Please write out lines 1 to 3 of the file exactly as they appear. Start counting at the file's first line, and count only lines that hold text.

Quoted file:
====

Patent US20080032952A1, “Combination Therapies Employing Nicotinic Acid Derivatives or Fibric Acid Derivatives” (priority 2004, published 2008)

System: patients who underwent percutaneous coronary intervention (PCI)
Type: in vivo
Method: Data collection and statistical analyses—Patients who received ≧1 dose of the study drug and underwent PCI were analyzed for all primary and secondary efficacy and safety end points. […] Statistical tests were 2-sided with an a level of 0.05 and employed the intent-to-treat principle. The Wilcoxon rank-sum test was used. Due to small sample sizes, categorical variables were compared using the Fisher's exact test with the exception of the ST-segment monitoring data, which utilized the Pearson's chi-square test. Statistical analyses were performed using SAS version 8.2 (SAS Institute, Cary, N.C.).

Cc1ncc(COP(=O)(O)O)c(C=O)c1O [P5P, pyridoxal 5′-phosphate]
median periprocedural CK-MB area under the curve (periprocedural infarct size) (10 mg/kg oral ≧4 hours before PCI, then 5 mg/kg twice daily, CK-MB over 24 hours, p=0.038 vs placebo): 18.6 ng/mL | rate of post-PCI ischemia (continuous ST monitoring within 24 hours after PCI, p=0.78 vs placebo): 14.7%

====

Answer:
Patent US20080032952A1, “Combination Therapies Employing Nicotinic Acid Derivatives or Fibric Acid Derivatives” (priority 2004, published 2008)

System: patients who underwent percutaneous coronary intervention (PCI)
Type: in vivo